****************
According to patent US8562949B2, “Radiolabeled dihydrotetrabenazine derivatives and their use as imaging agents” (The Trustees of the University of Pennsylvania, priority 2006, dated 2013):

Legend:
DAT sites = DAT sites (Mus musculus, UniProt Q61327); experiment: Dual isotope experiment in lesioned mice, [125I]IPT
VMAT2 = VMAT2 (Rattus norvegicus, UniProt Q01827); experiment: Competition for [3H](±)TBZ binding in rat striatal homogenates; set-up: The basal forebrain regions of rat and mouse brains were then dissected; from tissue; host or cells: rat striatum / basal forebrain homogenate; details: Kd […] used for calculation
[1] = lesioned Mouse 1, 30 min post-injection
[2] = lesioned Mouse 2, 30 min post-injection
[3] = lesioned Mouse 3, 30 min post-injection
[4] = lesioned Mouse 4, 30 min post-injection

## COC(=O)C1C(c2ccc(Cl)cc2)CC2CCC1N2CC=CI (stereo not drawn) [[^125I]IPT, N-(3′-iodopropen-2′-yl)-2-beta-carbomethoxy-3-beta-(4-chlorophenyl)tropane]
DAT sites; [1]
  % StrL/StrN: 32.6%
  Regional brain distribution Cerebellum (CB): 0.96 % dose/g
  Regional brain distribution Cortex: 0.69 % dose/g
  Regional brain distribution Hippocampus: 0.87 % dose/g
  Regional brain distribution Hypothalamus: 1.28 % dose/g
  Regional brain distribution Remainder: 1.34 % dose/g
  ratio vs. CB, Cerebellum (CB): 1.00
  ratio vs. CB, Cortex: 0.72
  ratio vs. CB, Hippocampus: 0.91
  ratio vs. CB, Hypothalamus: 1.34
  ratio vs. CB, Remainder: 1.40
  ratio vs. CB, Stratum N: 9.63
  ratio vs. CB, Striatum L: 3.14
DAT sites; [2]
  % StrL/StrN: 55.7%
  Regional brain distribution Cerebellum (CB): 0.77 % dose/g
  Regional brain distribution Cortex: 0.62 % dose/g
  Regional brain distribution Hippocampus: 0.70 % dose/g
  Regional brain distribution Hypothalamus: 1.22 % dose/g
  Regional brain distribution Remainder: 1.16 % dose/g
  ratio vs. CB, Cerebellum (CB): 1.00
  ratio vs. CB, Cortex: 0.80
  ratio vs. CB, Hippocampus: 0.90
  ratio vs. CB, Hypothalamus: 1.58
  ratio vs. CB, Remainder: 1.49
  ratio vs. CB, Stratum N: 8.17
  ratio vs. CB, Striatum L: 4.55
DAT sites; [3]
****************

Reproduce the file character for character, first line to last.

According to patent US8562949B2, “Radiolabeled dihydrotetrabenazine derivatives and their use as imaging agents” (The Trustees of the University of Pennsylvania, priority 2006, dated 2013):

Legend:
DAT sites = DAT sites (Mus musculus, UniProt Q61327); experiment: Dual isotope experiment in lesioned mice, [125I]IPT
VMAT2 = VMAT2 (Rattus norvegicus, UniProt Q01827); experiment: Competition for [3H](±)TBZ binding in rat striatal homogenates; set-up: The basal forebrain regions of rat and mouse brains were then dissected; from tissue; host or cells: rat striatum / basal forebrain homogenate; details: Kd […] used for calculation
[1] = lesioned Mouse 1, 30 min post-injection
[2] = lesioned Mouse 2, 30 min post-injection
[3] = lesioned Mouse 3, 30 min post-injection
[4] = lesioned Mouse 4, 30 min post-injection

## COC(=O)C1C(c2ccc(Cl)cc2)CC2CCC1N2CC=CI (stereo not drawn) [[^125I]IPT, N-(3′-iodopropen-2′-yl)-2-beta-carbomethoxy-3-beta-(4-chlorophenyl)tropane]
DAT sites; [1]
  % StrL/StrN: 32.6%
  Regional brain distribution Cerebellum (CB): 0.96 % dose/g
  Regional brain distribution Cortex: 0.69 % dose/g
  Regional brain distribution Hippocampus: 0.87 % dose/g
  Regional brain distribution Hypothalamus: 1.28 % dose/g
  Regional brain distribution Remainder: 1.34 % dose/g
  ratio vs. CB, Cerebellum (CB): 1.00
  ratio vs. CB, Cortex: 0.72
  ratio vs. CB, Hippocampus: 0.91
  ratio vs. CB, Hypothalamus: 1.34
  ratio vs. CB, Remainder: 1.40
  ratio vs. CB, Stratum N: 9.63
  ratio vs. CB, Striatum L: 3.14
DAT sites; [2]
  % StrL/StrN: 55.7%
  Regional brain distribution Cerebellum (CB): 0.77 % dose/g
  Regional brain distribution Cortex: 0.62 % dose/g
  Regional brain distribution Hippocampus: 0.70 % dose/g
  Regional brain distribution Hypothalamus: 1.22 % dose/g
  Regional brain distribution Remainder: 1.16 % dose/g
  ratio vs. CB, Cerebellum (CB): 1.00
  ratio vs. CB, Cortex: 0.80
  ratio vs. CB, Hippocampus: 0.90
  ratio vs. CB, Hypothalamus: 1.58
  ratio vs. CB, Remainder: 1.49
  ratio vs. CB, Stratum N: 8.17
  ratio vs. CB, Striatum L: 4.55
DAT sites; [3]